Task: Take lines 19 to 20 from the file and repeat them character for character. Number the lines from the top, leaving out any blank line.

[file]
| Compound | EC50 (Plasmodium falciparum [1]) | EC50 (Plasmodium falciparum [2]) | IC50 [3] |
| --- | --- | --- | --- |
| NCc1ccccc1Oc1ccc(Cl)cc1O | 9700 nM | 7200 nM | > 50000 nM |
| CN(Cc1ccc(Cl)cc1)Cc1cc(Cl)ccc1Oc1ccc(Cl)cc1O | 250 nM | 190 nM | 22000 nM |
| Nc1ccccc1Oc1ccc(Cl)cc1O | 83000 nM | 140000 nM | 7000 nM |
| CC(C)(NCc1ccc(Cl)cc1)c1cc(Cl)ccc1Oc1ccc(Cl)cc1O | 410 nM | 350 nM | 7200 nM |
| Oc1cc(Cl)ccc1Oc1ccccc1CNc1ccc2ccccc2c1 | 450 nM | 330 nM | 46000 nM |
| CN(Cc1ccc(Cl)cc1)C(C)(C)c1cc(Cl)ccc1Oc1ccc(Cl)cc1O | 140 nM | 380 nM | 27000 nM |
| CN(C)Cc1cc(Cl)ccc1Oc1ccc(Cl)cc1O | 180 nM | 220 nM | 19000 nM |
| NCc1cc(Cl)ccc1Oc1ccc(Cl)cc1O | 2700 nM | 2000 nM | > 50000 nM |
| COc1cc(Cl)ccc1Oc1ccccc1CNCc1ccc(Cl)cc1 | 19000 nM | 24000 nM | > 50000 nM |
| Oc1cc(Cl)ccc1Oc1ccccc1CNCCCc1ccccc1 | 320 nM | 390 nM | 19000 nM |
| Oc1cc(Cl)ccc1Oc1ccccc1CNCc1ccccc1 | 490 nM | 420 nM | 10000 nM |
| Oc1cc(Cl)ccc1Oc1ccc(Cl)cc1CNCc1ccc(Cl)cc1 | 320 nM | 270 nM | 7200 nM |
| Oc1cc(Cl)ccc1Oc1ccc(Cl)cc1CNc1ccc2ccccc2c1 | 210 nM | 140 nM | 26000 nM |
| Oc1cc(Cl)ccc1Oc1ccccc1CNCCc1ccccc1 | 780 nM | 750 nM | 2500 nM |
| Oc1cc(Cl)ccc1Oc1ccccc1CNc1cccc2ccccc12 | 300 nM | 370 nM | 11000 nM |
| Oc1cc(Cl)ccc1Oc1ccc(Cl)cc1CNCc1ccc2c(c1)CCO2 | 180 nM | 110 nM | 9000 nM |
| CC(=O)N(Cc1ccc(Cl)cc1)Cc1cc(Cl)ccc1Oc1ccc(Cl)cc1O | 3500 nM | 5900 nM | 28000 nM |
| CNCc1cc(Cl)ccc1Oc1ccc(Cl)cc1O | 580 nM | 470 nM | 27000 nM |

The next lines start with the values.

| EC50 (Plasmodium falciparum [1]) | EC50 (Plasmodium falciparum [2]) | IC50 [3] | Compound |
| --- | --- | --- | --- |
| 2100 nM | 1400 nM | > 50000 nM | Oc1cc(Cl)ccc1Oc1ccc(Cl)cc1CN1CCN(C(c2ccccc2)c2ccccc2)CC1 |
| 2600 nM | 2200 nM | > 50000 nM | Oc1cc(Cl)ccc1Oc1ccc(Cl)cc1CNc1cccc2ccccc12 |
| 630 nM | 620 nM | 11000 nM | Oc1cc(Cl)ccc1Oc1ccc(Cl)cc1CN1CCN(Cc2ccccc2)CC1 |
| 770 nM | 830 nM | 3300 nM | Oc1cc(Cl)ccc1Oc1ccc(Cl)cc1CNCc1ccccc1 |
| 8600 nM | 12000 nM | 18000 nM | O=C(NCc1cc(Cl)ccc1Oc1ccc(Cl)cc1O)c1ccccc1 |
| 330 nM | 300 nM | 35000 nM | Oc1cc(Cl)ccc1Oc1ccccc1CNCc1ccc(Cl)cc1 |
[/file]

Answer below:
| CC(=O)N(Cc1ccc(Cl)cc1)Cc1cc(Cl)ccc1Oc1ccc(Cl)cc1O | 3500 nM | 5900 nM | 28000 nM |
| CNCc1cc(Cl)ccc1Oc1ccc(Cl)cc1O | 580 nM | 470 nM | 27000 nM |